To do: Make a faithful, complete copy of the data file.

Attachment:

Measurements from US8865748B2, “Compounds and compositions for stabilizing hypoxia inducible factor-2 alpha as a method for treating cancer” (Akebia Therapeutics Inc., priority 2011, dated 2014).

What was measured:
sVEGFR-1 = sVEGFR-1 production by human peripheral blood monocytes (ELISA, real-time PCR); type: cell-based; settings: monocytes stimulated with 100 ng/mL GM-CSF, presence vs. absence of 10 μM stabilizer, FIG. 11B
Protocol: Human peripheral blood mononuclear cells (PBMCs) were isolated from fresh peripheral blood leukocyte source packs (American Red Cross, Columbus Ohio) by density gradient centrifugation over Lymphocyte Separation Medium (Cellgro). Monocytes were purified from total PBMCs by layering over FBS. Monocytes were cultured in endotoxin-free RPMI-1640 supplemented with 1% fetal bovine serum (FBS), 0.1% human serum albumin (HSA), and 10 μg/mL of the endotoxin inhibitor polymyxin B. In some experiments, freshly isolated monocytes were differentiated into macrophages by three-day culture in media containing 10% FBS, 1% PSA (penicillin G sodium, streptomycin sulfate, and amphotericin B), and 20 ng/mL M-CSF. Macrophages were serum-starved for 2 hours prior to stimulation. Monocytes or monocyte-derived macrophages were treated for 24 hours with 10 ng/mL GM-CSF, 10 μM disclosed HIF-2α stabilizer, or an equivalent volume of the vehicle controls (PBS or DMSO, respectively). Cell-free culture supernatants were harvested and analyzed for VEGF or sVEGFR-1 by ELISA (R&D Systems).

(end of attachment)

Measurements from US8865748B2, “Compounds and compositions for stabilizing hypoxia inducible factor-2 alpha as a method for treating cancer” (Akebia Therapeutics Inc., priority 2011, dated 2014).

What was measured:
sVEGFR-1 = sVEGFR-1 production by human peripheral blood monocytes (ELISA, real-time PCR); type: cell-based; settings: monocytes stimulated with 100 ng/mL GM-CSF, presence vs. absence of 10 μM stabilizer, FIG. 11B
Protocol: Human peripheral blood mononuclear cells (PBMCs) were isolated from fresh peripheral blood leukocyte source packs (American Red Cross, Columbus Ohio) by density gradient centrifugation over Lymphocyte Separation Medium (Cellgro). Monocytes were purified from total PBMCs by layering over FBS. Monocytes were cultured in endotoxin-free RPMI-1640 supplemented with 1% fetal bovine serum (FBS), 0.1% human serum albumin (HSA), and 10 μg/mL of the endotoxin inhibitor polymyxin B. In some experiments, freshly isolated monocytes were differentiated into macrophages by three-day culture in media containing 10% FBS, 1% PSA (penicillin G sodium, streptomycin sulfate, and amphotericin B), and 20 ng/mL M-CSF. Macrophages were serum-starved for 2 hours prior to stimulation. Monocytes or monocyte-derived macrophages were treated for 24 hours with 10 ng/mL GM-CSF, 10 μM disclosed HIF-2α stabilizer, or an equivalent volume of the vehicle controls (PBS or DMSO, respectively). Cell-free culture supernatants were harvested and analyzed for VEGF or sVEGFR-1 by ELISA (R&D Systems).